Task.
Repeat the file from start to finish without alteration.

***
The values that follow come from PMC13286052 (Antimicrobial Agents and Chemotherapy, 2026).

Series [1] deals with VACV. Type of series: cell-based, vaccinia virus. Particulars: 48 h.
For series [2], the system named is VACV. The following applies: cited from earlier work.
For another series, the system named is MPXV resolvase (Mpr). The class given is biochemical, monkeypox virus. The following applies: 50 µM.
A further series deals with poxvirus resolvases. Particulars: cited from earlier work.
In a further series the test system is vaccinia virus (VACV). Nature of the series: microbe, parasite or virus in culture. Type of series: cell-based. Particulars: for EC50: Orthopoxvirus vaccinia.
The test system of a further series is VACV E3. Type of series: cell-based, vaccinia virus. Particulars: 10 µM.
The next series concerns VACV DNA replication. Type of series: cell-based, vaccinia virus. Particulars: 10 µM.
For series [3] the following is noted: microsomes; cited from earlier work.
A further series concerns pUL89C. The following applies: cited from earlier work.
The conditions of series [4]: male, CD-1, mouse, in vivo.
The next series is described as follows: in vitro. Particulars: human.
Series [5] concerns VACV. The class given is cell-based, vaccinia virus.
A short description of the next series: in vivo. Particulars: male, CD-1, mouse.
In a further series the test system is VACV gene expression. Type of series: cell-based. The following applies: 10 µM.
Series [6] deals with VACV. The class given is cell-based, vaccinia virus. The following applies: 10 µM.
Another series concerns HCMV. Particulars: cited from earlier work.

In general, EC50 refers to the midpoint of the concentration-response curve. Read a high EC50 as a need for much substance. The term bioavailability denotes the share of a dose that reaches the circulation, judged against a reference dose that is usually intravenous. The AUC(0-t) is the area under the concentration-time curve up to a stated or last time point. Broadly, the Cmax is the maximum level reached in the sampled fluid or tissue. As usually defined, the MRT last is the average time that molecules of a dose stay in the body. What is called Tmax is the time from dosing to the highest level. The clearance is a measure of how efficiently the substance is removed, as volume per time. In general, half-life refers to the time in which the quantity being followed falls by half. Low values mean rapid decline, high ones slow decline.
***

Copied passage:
The values that follow come from PMC13286052 (Antimicrobial Agents and Chemotherapy, 2026).

Series [1] deals with VACV. Type of series: cell-based, vaccinia virus. Particulars: 48 h.
For series [2], the system named is VACV. The following applies: cited from earlier work.
For another series, the system named is MPXV resolvase (Mpr). The class given is biochemical, monkeypox virus. The following applies: 50 µM.
A further series deals with poxvirus resolvases. Particulars: cited from earlier work.
In a further series the test system is vaccinia virus (VACV). Nature of the series: microbe, parasite or virus in culture. Type of series: cell-based. Particulars: for EC50: Orthopoxvirus vaccinia.
The test system of a further series is VACV E3. Type of series: cell-based, vaccinia virus. Particulars: 10 µM.
The next series concerns VACV DNA replication. Type of series: cell-based, vaccinia virus. Particulars: 10 µM.
For series [3] the following is noted: microsomes; cited from earlier work.
A further series concerns pUL89C. The following applies: cited from earlier work.
The conditions of series [4]: male, CD-1, mouse, in vivo.
The next series is described as follows: in vitro. Particulars: human.
Series [5] concerns VACV. The class given is cell-based, vaccinia virus.
A short description of the next series: in vivo. Particulars: male, CD-1, mouse.
In a further series the test system is VACV gene expression. Type of series: cell-based. The following applies: 10 µM.
Series [6] deals with VACV. The class given is cell-based, vaccinia virus. The following applies: 10 µM.
Another series concerns HCMV. Particulars: cited from earlier work.

In general, EC50 refers to the midpoint of the concentration-response curve. Read a high EC50 as a need for much substance. The term bioavailability denotes the share of a dose that reaches the circulation, judged against a reference dose that is usually intravenous. The AUC(0-t) is the area under the concentration-time curve up to a stated or last time point. Broadly, the Cmax is the maximum level reached in the sampled fluid or tissue. As usually defined, the MRT last is the average time that molecules of a dose stay in the body. What is called Tmax is the time from dosing to the highest level. The clearance is a measure of how efficiently the substance is removed, as volume per time. In general, half-life refers to the time in which the quantity being followed falls by half. Low values mean rapid decline, high ones slow decline.